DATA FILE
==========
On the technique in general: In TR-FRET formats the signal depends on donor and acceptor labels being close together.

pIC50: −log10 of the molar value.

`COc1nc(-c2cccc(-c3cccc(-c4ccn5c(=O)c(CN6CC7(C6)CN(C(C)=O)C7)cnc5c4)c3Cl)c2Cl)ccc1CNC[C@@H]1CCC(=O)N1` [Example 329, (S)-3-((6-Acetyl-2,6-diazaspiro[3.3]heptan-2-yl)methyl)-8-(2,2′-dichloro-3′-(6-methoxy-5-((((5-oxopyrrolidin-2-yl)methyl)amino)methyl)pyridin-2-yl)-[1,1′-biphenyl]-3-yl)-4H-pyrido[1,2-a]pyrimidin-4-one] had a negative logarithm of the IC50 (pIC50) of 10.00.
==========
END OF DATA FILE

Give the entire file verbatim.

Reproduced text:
On the technique in general: In TR-FRET formats the signal depends on donor and acceptor labels being close together.

pIC50: −log10 of the molar value.

`COc1nc(-c2cccc(-c3cccc(-c4ccn5c(=O)c(CN6CC7(C6)CN(C(C)=O)C7)cnc5c4)c3Cl)c2Cl)ccc1CNC[C@@H]1CCC(=O)N1` [Example 329, (S)-3-((6-Acetyl-2,6-diazaspiro[3.3]heptan-2-yl)methyl)-8-(2,2′-dichloro-3′-(6-methoxy-5-((((5-oxopyrrolidin-2-yl)methyl)amino)methyl)pyridin-2-yl)-[1,1′-biphenyl]-3-yl)-4H-pyrido[1,2-a]pyrimidin-4-one] had a negative logarithm of the IC50 (pIC50) of 10.00.